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Re: HTML-A11Y Task Force Consensus on Issue-204 (Updated)

From: Jonas Sicking <jonas@sicking.cc>
Date: Wed, 23 May 2012 16:09:38 -0700
Message-ID: <CA+c2ei8cWjqFMNKSJ82w6VqSc159vOHrS0KBVnBLvT99EtXQ=w@mail.gmail.com>
To: Sam Ruby <rubys@intertwingly.net>, Maciej Stachowiak <mjs@apple.com>, Paul Cotton <Paul.Cotton@microsoft.com>, "Michael(tm) Smith (mike@w3.org)" <mike@w3.org>, HTML Accessibility Task Force <public-html-a11y@w3.org>, public-html@w3.org, Judy Brewer <jbrewer@w3.org>
On Fri, May 11, 2012 at 5:35 PM, Janina Sajka <janina@rednote.net> wrote:
> Colleagues:
> The Issue-204 Change Proposal supported by the HTML-A11Y Task Force on
> 26 April last was modified slightly, but significantly during the
> recently concluded HTML-WG Face to Face meetings in Mountain View,
> California.
> The updated proposal is available at:
> http://www.w3.org/html/wg/wiki/Correct_Hidden_Attribute_Section_v3

Hi everyone!

While I wish I had more time to track the conversations happening here
regarding issue 204, I wanted to at least provide a comment to this
"v3" proposal.

I definitely think it's a big step in the right direction. Allowing
user agents to do their best to make a page accessible to all users is
definitely the first step that we need to take.

However, there are a couple of things I would like to see changed
before fully supporting this proposal over the other ones proposed.

While allowing UAs to expose the accessibility tree of @hidden content
is great, I think we should make it a MUST level requirement. I don't
see any benefit in allowing UAs to stringify the contents of the
element when pointed to by aria-describedby and other similar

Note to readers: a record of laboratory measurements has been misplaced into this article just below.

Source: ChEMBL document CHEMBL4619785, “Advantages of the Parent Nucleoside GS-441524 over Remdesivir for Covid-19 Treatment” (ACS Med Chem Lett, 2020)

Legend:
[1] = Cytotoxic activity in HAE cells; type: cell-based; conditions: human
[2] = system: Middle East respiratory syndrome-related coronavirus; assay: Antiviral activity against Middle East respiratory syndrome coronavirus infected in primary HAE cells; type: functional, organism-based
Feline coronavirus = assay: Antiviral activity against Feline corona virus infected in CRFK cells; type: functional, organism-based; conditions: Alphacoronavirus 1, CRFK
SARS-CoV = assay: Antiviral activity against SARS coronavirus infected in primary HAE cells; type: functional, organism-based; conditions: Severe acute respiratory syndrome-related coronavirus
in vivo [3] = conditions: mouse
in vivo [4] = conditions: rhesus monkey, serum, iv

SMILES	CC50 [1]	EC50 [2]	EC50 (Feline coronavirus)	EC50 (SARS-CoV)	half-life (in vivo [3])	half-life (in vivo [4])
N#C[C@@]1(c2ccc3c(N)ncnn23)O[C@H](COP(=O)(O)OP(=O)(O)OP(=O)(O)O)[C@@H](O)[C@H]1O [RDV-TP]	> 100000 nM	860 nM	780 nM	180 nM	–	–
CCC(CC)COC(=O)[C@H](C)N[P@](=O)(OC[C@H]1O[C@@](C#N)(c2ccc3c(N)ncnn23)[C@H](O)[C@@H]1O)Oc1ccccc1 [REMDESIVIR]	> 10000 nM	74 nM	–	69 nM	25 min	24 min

attributes. Doing so seems strictly worse for AT users.

I would be ok with, as is proposed, putting wording in the
specification stating that older UAs stringify the contents of @hidden
elements, and that authors should be aware of this when creating

However I don't understand why we think it's more important to point
this out for the @hidden feature, than for example for <input
type=date> [1]. Here too authors need to be aware that older UAs don't
expose the experience for neither AT users nor non-AT users.

Likewise the @defer attribute doesn't work in older UAs [2] which will
result in scripts executing in a different order which often makes
pages completely unusable for everyone. In fact, it's true for almost
any feature introduced by HTML5 that authors need to be aware that it
doesn't work in older UAs and thus take appropriate precautions.

A good example is aria itself which isn't even fully supported by over
50% of browsers, and 13% of browsers doesn't support it at all[3]. Yet
I can't find any mention of the need to be cautions in the aria
specification. Neither in the  Authoring Practices section, nor in the
description of the individual features.

But to be clear, I'm definitely ok with putting a warning in the
specification. But maybe such a warning better belongs in a generic
introduction at the top of the specification generally warning authors
to not depend on new features, or even in a separate primer document
describing practical aspects of how to author HTML5 documents which
surely would contain a section about authoring for non-compliant

[1] http://caniuse.com/#feat=input-datetime
[2] http://caniuse.com/#feat=script-defer
[3] http://caniuse.com/#feat=wai-aria

/ Jonas
Received on Wednesday, 23 May 2012 23:10:39 UTC

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